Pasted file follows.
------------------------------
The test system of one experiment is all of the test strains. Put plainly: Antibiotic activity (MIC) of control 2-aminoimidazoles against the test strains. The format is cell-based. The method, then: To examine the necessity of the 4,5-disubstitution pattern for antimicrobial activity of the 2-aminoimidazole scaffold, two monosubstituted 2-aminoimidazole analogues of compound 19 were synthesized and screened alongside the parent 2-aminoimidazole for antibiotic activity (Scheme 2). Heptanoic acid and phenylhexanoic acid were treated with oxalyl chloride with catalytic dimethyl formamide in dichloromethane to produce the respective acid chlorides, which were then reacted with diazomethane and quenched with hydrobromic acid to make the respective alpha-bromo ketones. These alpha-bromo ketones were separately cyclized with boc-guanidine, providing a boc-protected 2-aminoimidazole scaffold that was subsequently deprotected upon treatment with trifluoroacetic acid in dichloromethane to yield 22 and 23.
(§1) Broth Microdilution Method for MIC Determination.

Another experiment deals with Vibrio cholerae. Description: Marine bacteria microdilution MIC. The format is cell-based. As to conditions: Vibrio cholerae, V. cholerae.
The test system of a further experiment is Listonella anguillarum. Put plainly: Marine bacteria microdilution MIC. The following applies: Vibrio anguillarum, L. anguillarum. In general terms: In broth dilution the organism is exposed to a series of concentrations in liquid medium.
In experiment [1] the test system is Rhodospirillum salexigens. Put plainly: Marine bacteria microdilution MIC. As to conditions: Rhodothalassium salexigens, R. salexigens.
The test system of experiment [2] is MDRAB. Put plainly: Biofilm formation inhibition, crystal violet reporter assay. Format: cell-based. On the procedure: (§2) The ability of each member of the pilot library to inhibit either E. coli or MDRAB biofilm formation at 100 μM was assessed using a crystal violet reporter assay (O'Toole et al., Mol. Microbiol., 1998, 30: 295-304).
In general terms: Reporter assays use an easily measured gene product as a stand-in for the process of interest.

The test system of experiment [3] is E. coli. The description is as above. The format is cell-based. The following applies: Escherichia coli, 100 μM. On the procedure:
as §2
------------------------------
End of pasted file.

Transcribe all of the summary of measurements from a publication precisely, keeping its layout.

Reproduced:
The test system of one experiment is all of the test strains. Put plainly: Antibiotic activity (MIC) of control 2-aminoimidazoles against the test strains. The format is cell-based. The method, then: To examine the necessity of the 4,5-disubstitution pattern for antimicrobial activity of the 2-aminoimidazole scaffold, two monosubstituted 2-aminoimidazole analogues of compound 19 were synthesized and screened alongside the parent 2-aminoimidazole for antibiotic activity (Scheme 2). Heptanoic acid and phenylhexanoic acid were treated with oxalyl chloride with catalytic dimethyl formamide in dichloromethane to produce the respective acid chlorides, which were then reacted with diazomethane and quenched with hydrobromic acid to make the respective alpha-bromo ketones. These alpha-bromo ketones were separately cyclized with boc-guanidine, providing a boc-protected 2-aminoimidazole scaffold that was subsequently deprotected upon treatment with trifluoroacetic acid in dichloromethane to yield 22 and 23.
(§1) Broth Microdilution Method for MIC Determination.

Another experiment deals with Vibrio cholerae. Description: Marine bacteria microdilution MIC. The format is cell-based. As to conditions: Vibrio cholerae, V. cholerae.
The test system of a further experiment is Listonella anguillarum. Put plainly: Marine bacteria microdilution MIC. The following applies: Vibrio anguillarum, L. anguillarum. In general terms: In broth dilution the organism is exposed to a series of concentrations in liquid medium.
In experiment [1] the test system is Rhodospirillum salexigens. Put plainly: Marine bacteria microdilution MIC. As to conditions: Rhodothalassium salexigens, R. salexigens.
The test system of experiment [2] is MDRAB. Put plainly: Biofilm formation inhibition, crystal violet reporter assay. Format: cell-based. On the procedure: (§2) The ability of each member of the pilot library to inhibit either E. coli or MDRAB biofilm formation at 100 μM was assessed using a crystal violet reporter assay (O'Toole et al., Mol. Microbiol., 1998, 30: 295-304).
In general terms: Reporter assays use an easily measured gene product as a stand-in for the process of interest.

The test system of experiment [3] is E. coli. The description is as above. The format is cell-based. The following applies: Escherichia coli, 100 μM. On the procedure:
as §2